Cornelius van Drunen

(Principal Investigator), PhD

1985 …2024

Research activity per year

Personal profile

Research interests

There is a growing awareness that the initiation of the immune response by inflammatory cells, like dendritic cells (DC), takes place with the context of the local mucosal surface. All signals derived from the environment or from local tissue, are integrated, ultimately defining the immune response. Within the ENT department we study this process in relation to the pathology of allergy and chronic rhinosinusitis.

We have shown that at birth the local immune system is immature and that this is characterized by local production of a mediator. The level of this regulatory cytokine in epithelial cells and endothelial cells is directly correlated with the level of symptoms in allergic individuals. We have shown that nasal epithelium cells in allergic individuals is in an constant activated state and that secreted mediators may affect function and dynamics of tissue resident dendritic cells.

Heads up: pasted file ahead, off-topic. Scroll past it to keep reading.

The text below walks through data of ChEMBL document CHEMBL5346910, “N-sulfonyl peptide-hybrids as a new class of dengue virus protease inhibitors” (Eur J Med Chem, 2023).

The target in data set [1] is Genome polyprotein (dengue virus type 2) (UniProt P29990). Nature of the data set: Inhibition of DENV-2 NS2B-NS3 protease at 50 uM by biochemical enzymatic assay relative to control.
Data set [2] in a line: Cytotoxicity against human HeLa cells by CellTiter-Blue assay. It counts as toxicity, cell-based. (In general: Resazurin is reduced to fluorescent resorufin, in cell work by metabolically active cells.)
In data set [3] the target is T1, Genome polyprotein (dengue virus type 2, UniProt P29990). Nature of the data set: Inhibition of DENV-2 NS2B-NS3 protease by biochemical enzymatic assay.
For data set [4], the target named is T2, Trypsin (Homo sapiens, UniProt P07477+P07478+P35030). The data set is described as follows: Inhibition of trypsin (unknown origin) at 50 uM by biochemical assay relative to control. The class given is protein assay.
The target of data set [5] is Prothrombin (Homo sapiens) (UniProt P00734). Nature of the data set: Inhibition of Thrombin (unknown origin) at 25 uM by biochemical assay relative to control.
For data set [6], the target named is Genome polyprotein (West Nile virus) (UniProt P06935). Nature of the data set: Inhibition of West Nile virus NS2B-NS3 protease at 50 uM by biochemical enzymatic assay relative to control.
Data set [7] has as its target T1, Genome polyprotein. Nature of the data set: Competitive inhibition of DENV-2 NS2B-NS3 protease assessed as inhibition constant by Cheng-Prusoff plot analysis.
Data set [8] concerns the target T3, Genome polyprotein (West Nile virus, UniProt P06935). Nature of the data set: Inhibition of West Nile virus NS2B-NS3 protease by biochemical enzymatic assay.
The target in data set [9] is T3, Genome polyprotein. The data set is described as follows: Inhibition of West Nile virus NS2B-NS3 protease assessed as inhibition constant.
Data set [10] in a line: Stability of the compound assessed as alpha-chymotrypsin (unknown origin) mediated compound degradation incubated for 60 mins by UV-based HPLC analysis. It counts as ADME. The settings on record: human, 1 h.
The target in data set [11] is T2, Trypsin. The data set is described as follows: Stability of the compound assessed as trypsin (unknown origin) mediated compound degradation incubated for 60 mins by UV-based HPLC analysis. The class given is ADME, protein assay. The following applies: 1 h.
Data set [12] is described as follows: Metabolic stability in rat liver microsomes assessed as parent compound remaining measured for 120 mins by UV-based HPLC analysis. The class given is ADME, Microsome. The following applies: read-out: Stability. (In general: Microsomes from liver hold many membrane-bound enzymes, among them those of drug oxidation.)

Chronic rhinosinusitis
Chronic rhinosinusitis is a common inflammatory disease of the nasal mucosa that strongly impacts on the life of patients. The pathogenesis of the disease is unknown, but is associated with diverse co-morbidities, including asthma. Using diverse approaches we study underlying pathological mechanisms focussing on the role of micro-organisms and the role of epithelium-fibroblast interactions



Molecular Immunology

Collaborations and top research areas from the last five years

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